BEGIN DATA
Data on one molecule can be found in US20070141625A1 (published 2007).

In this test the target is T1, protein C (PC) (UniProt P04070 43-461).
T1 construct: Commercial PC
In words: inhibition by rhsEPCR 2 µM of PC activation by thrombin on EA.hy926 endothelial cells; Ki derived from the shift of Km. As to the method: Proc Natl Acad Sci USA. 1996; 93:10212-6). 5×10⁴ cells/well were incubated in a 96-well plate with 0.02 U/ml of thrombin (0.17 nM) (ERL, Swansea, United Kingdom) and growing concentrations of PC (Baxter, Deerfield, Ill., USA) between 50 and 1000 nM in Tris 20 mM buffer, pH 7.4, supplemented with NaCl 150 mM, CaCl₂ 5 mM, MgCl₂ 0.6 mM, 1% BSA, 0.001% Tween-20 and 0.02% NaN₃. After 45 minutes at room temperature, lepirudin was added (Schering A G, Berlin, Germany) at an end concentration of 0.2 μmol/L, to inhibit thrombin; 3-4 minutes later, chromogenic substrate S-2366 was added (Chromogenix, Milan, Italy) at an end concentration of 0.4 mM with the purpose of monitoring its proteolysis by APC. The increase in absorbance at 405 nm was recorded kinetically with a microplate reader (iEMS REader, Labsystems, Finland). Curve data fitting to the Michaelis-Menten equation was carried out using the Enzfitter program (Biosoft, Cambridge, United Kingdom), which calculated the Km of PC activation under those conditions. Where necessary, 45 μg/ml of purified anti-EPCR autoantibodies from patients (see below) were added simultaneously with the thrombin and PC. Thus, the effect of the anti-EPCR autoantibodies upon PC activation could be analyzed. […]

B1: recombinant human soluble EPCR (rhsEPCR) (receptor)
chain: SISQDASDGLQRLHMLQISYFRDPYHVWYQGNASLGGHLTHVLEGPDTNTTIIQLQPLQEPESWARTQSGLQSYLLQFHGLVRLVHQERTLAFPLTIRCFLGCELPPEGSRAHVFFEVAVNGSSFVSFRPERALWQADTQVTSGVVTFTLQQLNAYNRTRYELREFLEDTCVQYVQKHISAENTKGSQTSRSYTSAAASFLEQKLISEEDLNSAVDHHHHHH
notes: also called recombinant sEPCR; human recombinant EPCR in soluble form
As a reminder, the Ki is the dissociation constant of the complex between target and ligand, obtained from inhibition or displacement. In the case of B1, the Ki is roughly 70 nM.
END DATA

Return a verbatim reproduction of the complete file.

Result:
Data on one molecule can be found in US20070141625A1 (published 2007).

In this test the target is T1, protein C (PC) (UniProt P04070 43-461).
T1 construct: Commercial PC
In words: inhibition by rhsEPCR 2 µM of PC activation by thrombin on EA.hy926 endothelial cells; Ki derived from the shift of Km. As to the method: Proc Natl Acad Sci USA. 1996; 93:10212-6). 5×10⁴ cells/well were incubated in a 96-well plate with 0.02 U/ml of thrombin (0.17 nM) (ERL, Swansea, United Kingdom) and growing concentrations of PC (Baxter, Deerfield, Ill., USA) between 50 and 1000 nM in Tris 20 mM buffer, pH 7.4, supplemented with NaCl 150 mM, CaCl₂ 5 mM, MgCl₂ 0.6 mM, 1% BSA, 0.001% Tween-20 and 0.02% NaN₃. After 45 minutes at room temperature, lepirudin was added (Schering A G, Berlin, Germany) at an end concentration of 0.2 μmol/L, to inhibit thrombin; 3-4 minutes later, chromogenic substrate S-2366 was added (Chromogenix, Milan, Italy) at an end concentration of 0.4 mM with the purpose of monitoring its proteolysis by APC. The increase in absorbance at 405 nm was recorded kinetically with a microplate reader (iEMS REader, Labsystems, Finland). Curve data fitting to the Michaelis-Menten equation was carried out using the Enzfitter program (Biosoft, Cambridge, United Kingdom), which calculated the Km of PC activation under those conditions. Where necessary, 45 μg/ml of purified anti-EPCR autoantibodies from patients (see below) were added simultaneously with the thrombin and PC. Thus, the effect of the anti-EPCR autoantibodies upon PC activation could be analyzed. […]

B1: recombinant human soluble EPCR (rhsEPCR) (receptor)
chain: SISQDASDGLQRLHMLQISYFRDPYHVWYQGNASLGGHLTHVLEGPDTNTTIIQLQPLQEPESWARTQSGLQSYLLQFHGLVRLVHQERTLAFPLTIRCFLGCELPPEGSRAHVFFEVAVNGSSFVSFRPERALWQADTQVTSGVVTFTLQQLNAYNRTRYELREFLEDTCVQYVQKHISAENTKGSQTSRSYTSAAASFLEQKLISEEDLNSAVDHHHHHH
notes: also called recombinant sEPCR; human recombinant EPCR in soluble form
As a reminder, the Ki is the dissociation constant of the complex between target and ligand, obtained from inhibition or displacement. In the case of B1, the Ki is roughly 70 nM.